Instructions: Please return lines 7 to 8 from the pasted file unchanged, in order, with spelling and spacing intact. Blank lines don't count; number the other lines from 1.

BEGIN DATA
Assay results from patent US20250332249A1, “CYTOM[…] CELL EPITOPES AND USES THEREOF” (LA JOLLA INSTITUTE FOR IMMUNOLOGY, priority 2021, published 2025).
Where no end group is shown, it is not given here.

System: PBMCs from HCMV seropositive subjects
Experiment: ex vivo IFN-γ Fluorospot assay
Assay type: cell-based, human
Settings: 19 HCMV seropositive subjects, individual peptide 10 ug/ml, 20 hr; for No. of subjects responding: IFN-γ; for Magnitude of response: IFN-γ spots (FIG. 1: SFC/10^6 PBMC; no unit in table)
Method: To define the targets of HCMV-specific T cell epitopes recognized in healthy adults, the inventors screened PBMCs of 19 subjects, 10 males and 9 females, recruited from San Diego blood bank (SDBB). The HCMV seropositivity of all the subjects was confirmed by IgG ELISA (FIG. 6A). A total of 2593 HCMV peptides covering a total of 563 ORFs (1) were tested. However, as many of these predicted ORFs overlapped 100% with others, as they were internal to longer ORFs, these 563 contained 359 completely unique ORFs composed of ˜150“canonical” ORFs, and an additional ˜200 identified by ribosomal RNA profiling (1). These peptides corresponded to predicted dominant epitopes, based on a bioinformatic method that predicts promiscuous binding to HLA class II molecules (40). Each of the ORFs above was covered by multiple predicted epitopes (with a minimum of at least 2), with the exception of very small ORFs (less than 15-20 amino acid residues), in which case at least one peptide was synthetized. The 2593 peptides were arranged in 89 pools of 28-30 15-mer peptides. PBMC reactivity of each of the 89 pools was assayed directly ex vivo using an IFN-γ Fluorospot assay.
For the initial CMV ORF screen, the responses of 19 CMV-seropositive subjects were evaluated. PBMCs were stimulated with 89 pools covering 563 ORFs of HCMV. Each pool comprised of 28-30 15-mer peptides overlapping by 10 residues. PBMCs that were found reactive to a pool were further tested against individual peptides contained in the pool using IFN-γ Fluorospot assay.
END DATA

Method: To define the targets of HCMV-specific T cell epitopes recognized in healthy adults, the inventors screened PBMCs of 19 subjects, 10 males and 9 females, recruited from San Diego blood bank (SDBB). The HCMV seropositivity of all the subjects was confirmed by IgG ELISA (FIG. 6A). A total of 2593 HCMV peptides covering a total of 563 ORFs (1) were tested. However, as many of these predicted ORFs overlapped 100% with others, as they were internal to longer ORFs, these 563 contained 359 completely unique ORFs composed of ˜150“canonical” ORFs, and an additional ˜200 identified by ribosomal RNA profiling (1). These peptides corresponded to predicted dominant epitopes, based on a bioinformatic method that predicts promiscuous binding to HLA class II molecules (40). Each of the ORFs above was covered by multiple predicted epitopes (with a minimum of at least 2), with the exception of very small ORFs (less than 15-20 amino acid residues), in which case at least one peptide was synthetized. The 2593 peptides were arranged in 89 pools of 28-30 15-mer peptides. PBMC reactivity of each of the 89 pools was assayed directly ex vivo using an IFN-γ Fluorospot assay.
For the initial CMV ORF screen, the responses of 19 CMV-seropositive subjects were evaluated. PBMCs were stimulated with 89 pools covering 563 ORFs of HCMV. Each pool comprised of 28-30 15-mer peptides overlapping by 10 residues. PBMCs that were found reactive to a pool were further tested against individual peptides contained in the pool using IFN-γ Fluorospot assay.